When I received this book, Handbook of fitting statistical distributions with R, by Z. Karian and E.J. Dudewicz, from/for the Short Book Reviews section of the International Statistical Review, I was obviously impressed by its size (around 1700 pages and 3 kilos…). From briefly glancing at the table of contents, and the list of standard distributions appearing as subsections of the first chapters, I thought that the authors were covering different estimation/fitting techniques for most of the standard distributions. After taking a closer look at the book, I think the cover is misleading in several aspects: this is not a handbook (a.k.a. a reference book), it does not cover standard statistical distributions, the R input is marginal, and the authors only wrote part of the book, since about half of the chapters are written by other authors…
Archive for maximum likelihood estimation
Following some discussions I had last week at Banff about data cloning, I re-read the 2007 “Data cloning” paper published in Ecology Letters by Lele, Dennis, and Lutscher. Once again, I see a strong similarity with our 2002 Statistics and Computing SAME algorithm, as well as with the subsequent (and equally similar) “A multiple-imputation Metropolis version of the EM algorithm” published in Biometrika by Gaetan and Yao in 2003—Biometrika to which Arnaud and I had earlier and unsuccessfully submitted this unpublished technical report on the convergence of the SAME algorithm… (The SAME algorithm is also described in detail in the 2005 book Inference in Hidden Markov Models, Chapter 13.)
Chapter XVII of Keynes’ A Treatise On Probability contains Keynes’ most noteworthy contribution to Statistics, namely the classification of probability distributions such that the arithmetic/geometric/harmonic empirical mean/empirical median is also the maximum likelihood estimator. This problem was first stated by Laplace and Gauss (leading to Laplace distribution in connection with the median and to the Gaussian distribution for the arithmetic mean). The derivation of the densities of those probability distributions is based on the constraint the likelihood equation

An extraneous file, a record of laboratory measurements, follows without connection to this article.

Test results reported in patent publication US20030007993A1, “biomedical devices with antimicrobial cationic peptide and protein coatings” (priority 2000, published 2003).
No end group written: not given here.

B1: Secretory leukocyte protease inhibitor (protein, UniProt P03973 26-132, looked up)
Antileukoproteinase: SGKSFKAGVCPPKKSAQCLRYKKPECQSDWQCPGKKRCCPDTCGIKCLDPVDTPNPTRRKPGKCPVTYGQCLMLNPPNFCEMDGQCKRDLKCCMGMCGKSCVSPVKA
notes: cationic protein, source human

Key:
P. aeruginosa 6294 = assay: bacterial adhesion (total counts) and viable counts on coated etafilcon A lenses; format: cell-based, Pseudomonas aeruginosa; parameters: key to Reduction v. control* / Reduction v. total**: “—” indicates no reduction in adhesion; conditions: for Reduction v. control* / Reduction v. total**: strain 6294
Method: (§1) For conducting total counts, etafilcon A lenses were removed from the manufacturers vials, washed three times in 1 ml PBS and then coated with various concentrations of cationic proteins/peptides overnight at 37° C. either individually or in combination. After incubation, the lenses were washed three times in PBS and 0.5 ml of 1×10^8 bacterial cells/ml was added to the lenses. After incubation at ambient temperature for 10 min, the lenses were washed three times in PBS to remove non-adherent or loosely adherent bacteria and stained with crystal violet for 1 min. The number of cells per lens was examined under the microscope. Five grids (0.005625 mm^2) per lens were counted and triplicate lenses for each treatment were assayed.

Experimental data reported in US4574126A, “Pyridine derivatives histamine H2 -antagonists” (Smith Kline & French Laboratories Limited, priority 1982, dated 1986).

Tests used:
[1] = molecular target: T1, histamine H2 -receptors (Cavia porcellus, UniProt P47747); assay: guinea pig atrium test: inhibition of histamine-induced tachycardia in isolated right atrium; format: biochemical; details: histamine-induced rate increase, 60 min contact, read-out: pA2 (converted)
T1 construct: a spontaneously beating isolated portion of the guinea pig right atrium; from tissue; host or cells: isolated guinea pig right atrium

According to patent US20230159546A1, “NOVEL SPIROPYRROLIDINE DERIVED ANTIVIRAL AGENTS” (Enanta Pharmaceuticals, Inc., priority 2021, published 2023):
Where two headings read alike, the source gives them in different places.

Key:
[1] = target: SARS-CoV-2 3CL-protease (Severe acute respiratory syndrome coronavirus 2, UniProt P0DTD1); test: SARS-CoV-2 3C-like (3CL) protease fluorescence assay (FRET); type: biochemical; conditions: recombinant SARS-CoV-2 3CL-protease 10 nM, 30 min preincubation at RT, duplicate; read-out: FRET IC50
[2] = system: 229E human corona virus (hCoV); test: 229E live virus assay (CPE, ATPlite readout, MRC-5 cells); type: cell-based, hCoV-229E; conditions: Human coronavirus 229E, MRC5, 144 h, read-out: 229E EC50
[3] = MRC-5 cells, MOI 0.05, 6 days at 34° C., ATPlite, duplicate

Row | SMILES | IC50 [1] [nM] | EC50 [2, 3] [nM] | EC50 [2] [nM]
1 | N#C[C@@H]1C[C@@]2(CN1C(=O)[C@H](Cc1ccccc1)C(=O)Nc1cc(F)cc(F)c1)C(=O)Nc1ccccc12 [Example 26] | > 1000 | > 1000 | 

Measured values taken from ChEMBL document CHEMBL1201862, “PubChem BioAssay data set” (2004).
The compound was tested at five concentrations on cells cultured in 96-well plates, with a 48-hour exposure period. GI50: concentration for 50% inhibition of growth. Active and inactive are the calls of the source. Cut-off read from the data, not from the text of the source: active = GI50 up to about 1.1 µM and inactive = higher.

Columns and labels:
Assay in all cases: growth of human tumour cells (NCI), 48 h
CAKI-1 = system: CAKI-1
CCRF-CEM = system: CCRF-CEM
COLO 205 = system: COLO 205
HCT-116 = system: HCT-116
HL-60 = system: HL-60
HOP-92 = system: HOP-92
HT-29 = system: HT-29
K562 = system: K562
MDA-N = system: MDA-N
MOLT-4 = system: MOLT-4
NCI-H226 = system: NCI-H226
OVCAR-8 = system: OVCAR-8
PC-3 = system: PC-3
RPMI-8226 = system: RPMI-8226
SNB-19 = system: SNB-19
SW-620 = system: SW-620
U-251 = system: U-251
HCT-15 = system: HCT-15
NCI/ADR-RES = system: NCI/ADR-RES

is satisfied for one of the four empirical estimate, using differential calculus (despite the fact that Keynes earlier derived Bayes’ theorem by assuming the parameter space to be discrete). Under regularity assumptions, in the case of the arithmetic mean, my colleague Eric Séré showed me this indeed leads to the family of distributions
where and are almost arbitrary functions under the constraints that is twice differentiable and is a density in . This means that satisfies
a constraint missed by Keynes.
While I cannot judge of the level of novelty in Keynes’ derivation with respect to earlier works, this derivation therefore produces a generic form of unidimensional exponential family, twenty-five years before their rederivation by Darmois (1935), Pitman (1936) and Koopman (1936) as characterising distributions with sufficient statistics of constant dimensions. The derivation of the distributions for which the geometric or the harmonic means are MLEs then follows by a change of variables, or , respectively. In those different derivations, the normalisation issue is treated quite off-handedly by Keynes, witness the function
at the bottom of page 198, which is not integrable in unless its support is bounded away from 0 or . Similarly, the derivation of the log-normal density on page 199 is missing the Jacobian factor (or in Keynes’ notations) and the same problem arises for the inverse-normal density, which should be
instead of (page 200). At last, I find the derivation of the distributions linked with the median rather dubious since Keynes’ general solution
(where the integral ought to be interpreted as a primitive) is such that the recovery of Laplace’s distribution, involves setting (page 201)
hence making a function of as well. The summary two pages later actually produces an alternative generic form, namely
with the difficulties that the distribution only vaguely depends on , being then a step function times and that, unless is properly calibrated, also depends on .
Given that this part is the most technical section of the book, this post shows why I am fairly disappointed at having picked this book for my reading seminar. There is no further section with innovative methodological substance in the remainder of the book, which now appears to me as no better than a graduate dissertation on the probabilistic and statistical literature of the (not that) late 19th century, modulo the (inappropriate) highly critical tone.